Question

# : On heating $KCl{{O}_{3}}$ we get,[A]$KCl{{O}_{2}}+{{O}_{2}}$[B]$KCl+{{O}_{2}}$[C]$KCl+{{O}_{3}}$[D]$KCl+{{O}_{2}}+{{O}_{3}}$

Hint: $KCl{{O}_{3}}$ is an oxidant and may explode on prolonged exposure to heat. Potassium chlorate undergoes a decomposition reaction on heating which gives an inorganic residue. The residue thus obtained is heat resistant and is a common inorganic salt.

$KCl{{O}_{3}}$ or potassium chlorate is a white crystalline compound which produces oxygen when heated in presence of a catalyst.
When heated in presence of a catalyst, like manganese dioxide it gives oxygen and an ionic inorganic salt, potassium chloride. The reaction is-
$2KCl{{O}_{3}}(s)\to 2KCl(s)+3{{O}_{2}}(g)$
As we can see from the above reaction, 2 moles of potassium chlorate gives 3 moles of oxygen gas and 2 moles of potassium chloride.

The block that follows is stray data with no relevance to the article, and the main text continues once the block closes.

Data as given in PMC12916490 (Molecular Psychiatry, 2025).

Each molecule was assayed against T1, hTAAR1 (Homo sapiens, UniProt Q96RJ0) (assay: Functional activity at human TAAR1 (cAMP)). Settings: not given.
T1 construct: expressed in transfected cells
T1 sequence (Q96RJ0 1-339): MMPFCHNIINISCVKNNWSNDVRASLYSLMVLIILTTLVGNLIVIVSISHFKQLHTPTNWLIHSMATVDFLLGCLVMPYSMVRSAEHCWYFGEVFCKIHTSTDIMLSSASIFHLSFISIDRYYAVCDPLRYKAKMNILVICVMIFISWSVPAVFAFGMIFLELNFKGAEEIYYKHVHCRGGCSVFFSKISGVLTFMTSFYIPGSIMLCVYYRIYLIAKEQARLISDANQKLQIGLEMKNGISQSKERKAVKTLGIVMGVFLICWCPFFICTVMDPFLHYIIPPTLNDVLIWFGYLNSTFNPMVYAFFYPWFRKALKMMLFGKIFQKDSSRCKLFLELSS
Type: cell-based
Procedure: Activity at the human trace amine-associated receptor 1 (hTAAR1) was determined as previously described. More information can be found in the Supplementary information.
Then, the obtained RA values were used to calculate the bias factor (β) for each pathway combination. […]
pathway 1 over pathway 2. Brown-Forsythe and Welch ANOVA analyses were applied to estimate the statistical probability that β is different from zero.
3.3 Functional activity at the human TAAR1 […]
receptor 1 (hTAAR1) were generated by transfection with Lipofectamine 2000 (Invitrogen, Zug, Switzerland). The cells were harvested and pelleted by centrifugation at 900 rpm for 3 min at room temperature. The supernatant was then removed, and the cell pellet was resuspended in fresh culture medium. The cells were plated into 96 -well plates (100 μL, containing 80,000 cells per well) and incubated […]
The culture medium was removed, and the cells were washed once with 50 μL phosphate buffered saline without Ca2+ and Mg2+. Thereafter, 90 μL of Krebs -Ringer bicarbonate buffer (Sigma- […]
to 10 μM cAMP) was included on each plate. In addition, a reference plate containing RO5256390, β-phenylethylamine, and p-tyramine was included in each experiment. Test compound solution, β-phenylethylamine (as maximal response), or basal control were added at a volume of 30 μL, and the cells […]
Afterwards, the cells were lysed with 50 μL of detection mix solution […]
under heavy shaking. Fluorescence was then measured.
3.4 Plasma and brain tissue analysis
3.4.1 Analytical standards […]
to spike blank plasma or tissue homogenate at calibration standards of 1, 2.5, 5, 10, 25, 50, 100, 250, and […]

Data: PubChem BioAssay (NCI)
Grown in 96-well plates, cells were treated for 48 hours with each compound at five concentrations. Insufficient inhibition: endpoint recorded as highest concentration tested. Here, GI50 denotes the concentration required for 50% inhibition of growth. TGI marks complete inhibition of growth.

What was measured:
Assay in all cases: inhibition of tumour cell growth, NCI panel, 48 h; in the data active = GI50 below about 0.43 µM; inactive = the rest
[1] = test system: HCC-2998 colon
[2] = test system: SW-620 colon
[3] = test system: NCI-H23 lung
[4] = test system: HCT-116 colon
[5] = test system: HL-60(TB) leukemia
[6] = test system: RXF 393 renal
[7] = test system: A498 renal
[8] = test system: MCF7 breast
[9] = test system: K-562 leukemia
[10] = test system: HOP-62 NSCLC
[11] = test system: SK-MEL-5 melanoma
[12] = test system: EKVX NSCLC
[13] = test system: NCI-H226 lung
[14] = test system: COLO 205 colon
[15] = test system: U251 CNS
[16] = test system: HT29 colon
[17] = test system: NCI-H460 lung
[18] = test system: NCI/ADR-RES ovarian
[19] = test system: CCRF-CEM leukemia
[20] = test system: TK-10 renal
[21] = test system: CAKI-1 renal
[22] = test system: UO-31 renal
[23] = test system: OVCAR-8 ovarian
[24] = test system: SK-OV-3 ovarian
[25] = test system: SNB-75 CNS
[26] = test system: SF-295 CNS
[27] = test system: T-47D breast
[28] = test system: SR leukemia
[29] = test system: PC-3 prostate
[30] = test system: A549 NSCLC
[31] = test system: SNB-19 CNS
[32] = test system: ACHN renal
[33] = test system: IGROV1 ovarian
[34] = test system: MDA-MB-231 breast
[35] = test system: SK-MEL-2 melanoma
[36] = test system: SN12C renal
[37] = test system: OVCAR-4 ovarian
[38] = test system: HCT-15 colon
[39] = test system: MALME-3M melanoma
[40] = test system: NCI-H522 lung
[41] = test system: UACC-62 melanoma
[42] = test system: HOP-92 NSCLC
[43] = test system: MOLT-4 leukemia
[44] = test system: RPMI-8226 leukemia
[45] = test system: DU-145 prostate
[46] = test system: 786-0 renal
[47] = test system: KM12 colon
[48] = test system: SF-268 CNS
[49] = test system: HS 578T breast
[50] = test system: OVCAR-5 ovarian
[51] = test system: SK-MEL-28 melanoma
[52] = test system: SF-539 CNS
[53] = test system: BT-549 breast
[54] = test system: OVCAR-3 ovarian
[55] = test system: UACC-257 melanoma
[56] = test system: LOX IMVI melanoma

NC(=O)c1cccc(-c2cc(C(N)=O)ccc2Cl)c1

However, in absence of a catalyst, the reaction moves forward differently.
On heating without a catalyst, potassium chlorate turns into potassium perchlorate which on further heating decomposes into oxygen and potassium chloride. The reaction is-
\begin{align} & 4KCl{{O}_{3}}\to 3KCl{{O}_{4}}+KCl \\ & KCl{{O}_{4}}\to KCl+2{{O}_{2}} \\ \end{align}
From the above reactions, we can say that 4 moles of potassium chlorate forms 3 moles of potassium perchlorate when heated. Each mole of potassium perchlorate gives 2 moles of oxygen and 1 mole of potassium chloride on further heating.
The final product obtained is the same in both the cases but the later reaction is more time consuming. Presence of a catalyst gives the product directly.
Therefore, it is clear from the above reactions that the correct answer is [B] $KCl+{{O}_{2}}$.

It is important to remember here that Potassium chlorate undergoes an oxidation-reduction reaction also known as red-ox reaction. Here, chlorine gets reduced and oxygen gets oxidised. Also , oxygen gas is evolved during the reaction. It is also important to remember that it does not form $KCl{{O}_{2}}$ on heating.